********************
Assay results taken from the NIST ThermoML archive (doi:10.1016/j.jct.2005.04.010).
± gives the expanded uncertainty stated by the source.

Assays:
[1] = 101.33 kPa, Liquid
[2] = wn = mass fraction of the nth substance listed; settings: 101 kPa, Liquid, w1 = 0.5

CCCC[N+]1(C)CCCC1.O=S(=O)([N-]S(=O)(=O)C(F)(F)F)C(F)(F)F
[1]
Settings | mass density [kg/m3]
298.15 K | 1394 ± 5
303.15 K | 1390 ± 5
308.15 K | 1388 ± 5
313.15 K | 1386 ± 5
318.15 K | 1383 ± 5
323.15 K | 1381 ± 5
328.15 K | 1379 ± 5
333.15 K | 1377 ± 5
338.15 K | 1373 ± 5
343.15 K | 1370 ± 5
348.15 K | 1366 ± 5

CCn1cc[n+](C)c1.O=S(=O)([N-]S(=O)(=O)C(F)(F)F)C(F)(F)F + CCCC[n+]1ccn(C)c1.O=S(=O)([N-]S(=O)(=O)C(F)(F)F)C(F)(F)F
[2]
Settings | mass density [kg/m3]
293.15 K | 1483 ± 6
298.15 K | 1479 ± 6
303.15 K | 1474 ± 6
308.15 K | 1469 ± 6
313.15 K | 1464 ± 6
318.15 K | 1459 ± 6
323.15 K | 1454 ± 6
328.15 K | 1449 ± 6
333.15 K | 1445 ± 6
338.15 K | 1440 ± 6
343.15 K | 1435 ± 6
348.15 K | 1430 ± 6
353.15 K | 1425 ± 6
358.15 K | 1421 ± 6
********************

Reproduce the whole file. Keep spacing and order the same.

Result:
Assay results taken from the NIST ThermoML archive (doi:10.1016/j.jct.2005.04.010).
± gives the expanded uncertainty stated by the source.

Assays:
[1] = 101.33 kPa, Liquid
[2] = wn = mass fraction of the nth substance listed; settings: 101 kPa, Liquid, w1 = 0.5

CCCC[N+]1(C)CCCC1.O=S(=O)([N-]S(=O)(=O)C(F)(F)F)C(F)(F)F
[1]
Settings | mass density [kg/m3]
298.15 K | 1394 ± 5
303.15 K | 1390 ± 5
308.15 K | 1388 ± 5
313.15 K | 1386 ± 5
318.15 K | 1383 ± 5
323.15 K | 1381 ± 5
328.15 K | 1379 ± 5
333.15 K | 1377 ± 5
338.15 K | 1373 ± 5
343.15 K | 1370 ± 5
348.15 K | 1366 ± 5

CCn1cc[n+](C)c1.O=S(=O)([N-]S(=O)(=O)C(F)(F)F)C(F)(F)F + CCCC[n+]1ccn(C)c1.O=S(=O)([N-]S(=O)(=O)C(F)(F)F)C(F)(F)F
[2]
Settings | mass density [kg/m3]
293.15 K | 1483 ± 6
298.15 K | 1479 ± 6
303.15 K | 1474 ± 6
308.15 K | 1469 ± 6
313.15 K | 1464 ± 6
318.15 K | 1459 ± 6
323.15 K | 1454 ± 6
328.15 K | 1449 ± 6
333.15 K | 1445 ± 6
338.15 K | 1440 ± 6
343.15 K | 1435 ± 6
348.15 K | 1430 ± 6
353.15 K | 1425 ± 6
358.15 K | 1421 ± 6